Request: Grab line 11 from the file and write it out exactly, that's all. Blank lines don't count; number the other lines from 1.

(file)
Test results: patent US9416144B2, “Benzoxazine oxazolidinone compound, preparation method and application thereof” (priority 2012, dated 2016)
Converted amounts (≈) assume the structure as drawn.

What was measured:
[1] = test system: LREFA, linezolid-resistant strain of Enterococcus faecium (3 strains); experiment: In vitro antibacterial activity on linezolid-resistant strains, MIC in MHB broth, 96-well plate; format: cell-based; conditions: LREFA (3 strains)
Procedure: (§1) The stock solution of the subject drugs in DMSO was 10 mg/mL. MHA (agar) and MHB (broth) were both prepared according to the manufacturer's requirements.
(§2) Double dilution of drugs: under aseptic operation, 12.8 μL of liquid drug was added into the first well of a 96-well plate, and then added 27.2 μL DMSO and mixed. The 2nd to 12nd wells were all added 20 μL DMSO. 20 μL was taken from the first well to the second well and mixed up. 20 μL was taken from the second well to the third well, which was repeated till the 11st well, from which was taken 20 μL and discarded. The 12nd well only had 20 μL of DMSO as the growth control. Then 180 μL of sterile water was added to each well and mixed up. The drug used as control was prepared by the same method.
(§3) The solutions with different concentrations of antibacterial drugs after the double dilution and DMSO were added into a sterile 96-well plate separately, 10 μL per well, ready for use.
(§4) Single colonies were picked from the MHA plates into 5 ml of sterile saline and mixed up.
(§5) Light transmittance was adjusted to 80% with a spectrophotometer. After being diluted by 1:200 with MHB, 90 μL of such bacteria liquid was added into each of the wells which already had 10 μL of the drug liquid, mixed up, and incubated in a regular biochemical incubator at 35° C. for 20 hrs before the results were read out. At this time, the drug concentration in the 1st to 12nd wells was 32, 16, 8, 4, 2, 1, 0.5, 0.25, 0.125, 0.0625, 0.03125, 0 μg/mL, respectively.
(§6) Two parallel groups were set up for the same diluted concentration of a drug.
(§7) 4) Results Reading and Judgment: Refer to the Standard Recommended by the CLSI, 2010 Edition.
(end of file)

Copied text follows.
(§7) 4) Results Reading and Judgment: Refer to the Standard Recommended by the CLSI, 2010 Edition.